To reconstruct a face and give an accident victim in Myanmar a new lease of life. To enable a farmer in Cambodia to work his fields again by treating his hernia. To heal a woman disfigured by goitre in the Philippines so she no longer has to hide behind a scarf… Dr Lim Thiam Chye and Dr Anthony Tang from the Department of Surgery at the National University of Singapore’s (NUS) Yong Loo Lin School of Medicine, along with like-minded colleagues, have been transforming lives through surgery in underprivileged areas in the region, paying for these trips out of their own pockets.
Now, a gift from the Lee Foundation to NUS’ Surgical Outreach for Underprivileged Localities (SOUL) Project will enable them to increase the scope and reach of their medical missions, thus giving rise to the Lee Kong Chian Programme for Surgical Outreach & Education.
Says Dr Lee Chuen Neng, Head, Department of Surgery, who played a critical role in garnering the support of the Foundation, “We are privileged in Singapore to have access to world-class medical facilities but other places are not that fortunate. We want to help the less privileged. We want to share our skills with doctors in the region and multiply the benefit of good healthcare. At the same time, we want to expose our students to the world outside of Singapore and develop the spirit of volunteerism and compassion in the next generation of doctors.”
The entire surgical cluster takes part in the SOUL Project. Groups of 8 to 10 medical practitioners – senior surgeons, senior residents, medical officers, students and nurses – head to underprivileged areas to treat patients and teach local doctors. Thanks to the support of the Foundation, they hope to undertake about four such trips a year, up from the usual two. The doctors will continue to pay their airfare as they always have, but some of the other expenses of such trips, such as carrying portable equipment, the cost of consumables and other expenses will be taken care of by the gift. The trips are always undertaken on invitation and the NUS team works closely with local medical practitioners.
Dr Lim, who, for the last 11 years, has been visiting Myanmar to treat patients with facial injuries, says, “It’s about generational change; it’s about shaping the next generation of doctors and their worldview; it’s also about elevating how Singapore citizens look at society and how they can contribute.”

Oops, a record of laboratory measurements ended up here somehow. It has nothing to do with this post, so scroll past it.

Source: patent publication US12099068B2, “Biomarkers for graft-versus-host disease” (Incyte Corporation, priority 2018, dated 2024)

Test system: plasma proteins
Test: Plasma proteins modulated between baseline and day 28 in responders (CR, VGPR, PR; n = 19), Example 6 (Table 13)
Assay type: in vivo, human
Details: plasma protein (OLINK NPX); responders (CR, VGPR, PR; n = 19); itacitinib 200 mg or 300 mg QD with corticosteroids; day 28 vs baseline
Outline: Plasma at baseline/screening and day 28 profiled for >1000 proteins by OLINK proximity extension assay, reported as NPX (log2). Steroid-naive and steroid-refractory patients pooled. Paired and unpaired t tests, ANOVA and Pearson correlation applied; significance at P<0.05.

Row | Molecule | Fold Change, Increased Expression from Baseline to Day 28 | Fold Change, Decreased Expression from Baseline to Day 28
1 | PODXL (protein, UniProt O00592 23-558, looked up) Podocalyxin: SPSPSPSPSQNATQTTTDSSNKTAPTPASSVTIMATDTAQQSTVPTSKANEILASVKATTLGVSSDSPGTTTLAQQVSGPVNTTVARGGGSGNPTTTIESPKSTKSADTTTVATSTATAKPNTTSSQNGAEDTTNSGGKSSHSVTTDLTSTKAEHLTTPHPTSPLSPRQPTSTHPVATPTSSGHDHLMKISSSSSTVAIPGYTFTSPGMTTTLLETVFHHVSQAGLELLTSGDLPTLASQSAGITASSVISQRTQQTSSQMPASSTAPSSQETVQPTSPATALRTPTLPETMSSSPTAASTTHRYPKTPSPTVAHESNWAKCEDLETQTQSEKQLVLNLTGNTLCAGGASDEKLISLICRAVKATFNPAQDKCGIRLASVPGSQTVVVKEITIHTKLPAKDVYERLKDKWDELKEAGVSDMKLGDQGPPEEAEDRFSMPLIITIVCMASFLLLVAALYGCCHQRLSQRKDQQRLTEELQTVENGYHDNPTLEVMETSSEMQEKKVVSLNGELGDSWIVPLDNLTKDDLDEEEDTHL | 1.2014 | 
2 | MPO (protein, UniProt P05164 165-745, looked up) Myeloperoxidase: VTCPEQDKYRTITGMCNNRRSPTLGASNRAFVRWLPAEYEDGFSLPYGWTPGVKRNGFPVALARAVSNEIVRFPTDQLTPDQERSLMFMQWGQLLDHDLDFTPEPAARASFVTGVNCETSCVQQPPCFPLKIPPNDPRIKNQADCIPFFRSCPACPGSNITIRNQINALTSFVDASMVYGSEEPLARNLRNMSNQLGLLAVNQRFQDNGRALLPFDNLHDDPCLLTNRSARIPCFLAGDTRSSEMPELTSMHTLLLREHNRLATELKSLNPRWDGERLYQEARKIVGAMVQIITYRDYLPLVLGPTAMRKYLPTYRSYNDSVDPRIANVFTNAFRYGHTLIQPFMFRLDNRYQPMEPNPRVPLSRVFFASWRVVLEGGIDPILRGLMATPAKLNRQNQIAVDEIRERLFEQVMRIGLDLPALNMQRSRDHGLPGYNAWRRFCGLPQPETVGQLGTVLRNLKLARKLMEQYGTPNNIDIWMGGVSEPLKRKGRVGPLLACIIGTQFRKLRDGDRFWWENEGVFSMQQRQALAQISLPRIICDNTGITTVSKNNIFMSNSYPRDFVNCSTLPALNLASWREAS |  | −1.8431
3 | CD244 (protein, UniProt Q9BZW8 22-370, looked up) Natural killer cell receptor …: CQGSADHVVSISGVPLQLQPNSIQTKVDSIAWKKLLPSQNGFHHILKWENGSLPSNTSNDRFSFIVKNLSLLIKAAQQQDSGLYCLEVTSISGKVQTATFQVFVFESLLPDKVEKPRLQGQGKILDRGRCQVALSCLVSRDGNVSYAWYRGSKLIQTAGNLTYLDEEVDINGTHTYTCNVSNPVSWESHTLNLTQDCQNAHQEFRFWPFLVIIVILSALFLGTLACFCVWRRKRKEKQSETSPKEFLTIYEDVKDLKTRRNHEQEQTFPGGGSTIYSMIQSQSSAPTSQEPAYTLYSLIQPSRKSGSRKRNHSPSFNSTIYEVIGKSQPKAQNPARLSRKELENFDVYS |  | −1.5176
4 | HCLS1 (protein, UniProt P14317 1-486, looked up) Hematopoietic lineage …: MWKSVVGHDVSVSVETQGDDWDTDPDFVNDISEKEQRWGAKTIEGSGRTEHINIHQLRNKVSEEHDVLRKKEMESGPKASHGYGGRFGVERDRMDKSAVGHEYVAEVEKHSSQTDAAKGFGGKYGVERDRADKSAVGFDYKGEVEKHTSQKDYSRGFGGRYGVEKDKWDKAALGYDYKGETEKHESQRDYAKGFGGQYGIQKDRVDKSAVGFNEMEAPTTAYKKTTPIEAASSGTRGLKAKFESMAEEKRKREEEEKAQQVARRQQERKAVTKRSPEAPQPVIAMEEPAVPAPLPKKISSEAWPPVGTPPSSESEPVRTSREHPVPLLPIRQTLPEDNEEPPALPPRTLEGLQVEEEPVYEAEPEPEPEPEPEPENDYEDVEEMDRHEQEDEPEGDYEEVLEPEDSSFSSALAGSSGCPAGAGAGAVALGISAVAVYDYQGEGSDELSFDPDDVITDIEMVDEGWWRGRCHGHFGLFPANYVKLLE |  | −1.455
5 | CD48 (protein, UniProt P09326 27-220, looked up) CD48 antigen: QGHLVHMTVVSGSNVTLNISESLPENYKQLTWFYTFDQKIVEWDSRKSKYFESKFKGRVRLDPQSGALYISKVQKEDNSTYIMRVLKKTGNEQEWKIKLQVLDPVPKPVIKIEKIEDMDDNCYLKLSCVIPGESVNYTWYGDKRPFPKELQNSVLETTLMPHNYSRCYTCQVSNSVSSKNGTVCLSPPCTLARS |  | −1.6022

The SOUL Project is as much about treating patients in underdeveloped areas as it is about sharing expertise with local doctors. “You know the saying about teaching a man to fish…,” says Dr Lim, who travels to Yangon, Mandalay and Thunggi in Myanmar. “You see the look in the eyes of these doctors when they see the solution to what had seemed like an impossible problem. It is a moment of revelation. You are excited by their excitement. It is magical.”
The surgery is always carried out by senior doctors, but the medical students are thrown into situations that are a far cry from what they are used to in Singapore. Some patients travel for two days to see the medical team while surgeries sometimes have to be carried out on basic tables in tents set up in the field. Once Dr Lim had to use a Black & Decker drill instead of a medical drill. “It can be challenging and you have to improvise,” says Dr Lim, “and it’s good for the students to see that. This is medicine pared down to basics but it is effective. The stress of the situation is good for students. It actually changes how they approach life. The experience makes them better doctors and people.”
It is enormously gratifying, says Dr Tang, who travels to the interiors of the Philippines to carry out thyroid and hernia surgery, among other procedures. “In our society we take a lot of things for granted but during these trips, students come face-to-face with the life-changing power of surgery. In Singapore, a hernia operation is a 30-minute procedure that is easily accessible but in the Philippines, the patient may be travelling for two days just to get medical attention. A lump that can be easily removed here may be the cause of a man’s ostracisation in a village. Your skill as a surgeon can really improve that person’s quality of life. In our day to day life, sometimes we lose sight of that.”
Some medical students are so fired up by these experiences, they set up additional medical missions with their professors. “By changing the students’ view of the world, society moves to a different track,” says Dr Lim.
“We live in a global world,” says Dr Lee, “and we cannot see things in isolation. As doctors, it is our duty to heal people regardless of nationality. And private support such as this enables us to be independent and apolitical.”
Apart from the learning experience all-round, there is something else one gains from these trips, says Dr Lee, and that is “goodwill”. “It is invisible but its impact is enormous.”
If you wish to support the SOUL Project or would like to know more, please contact Lilian Quek firstname.lastname@example.org
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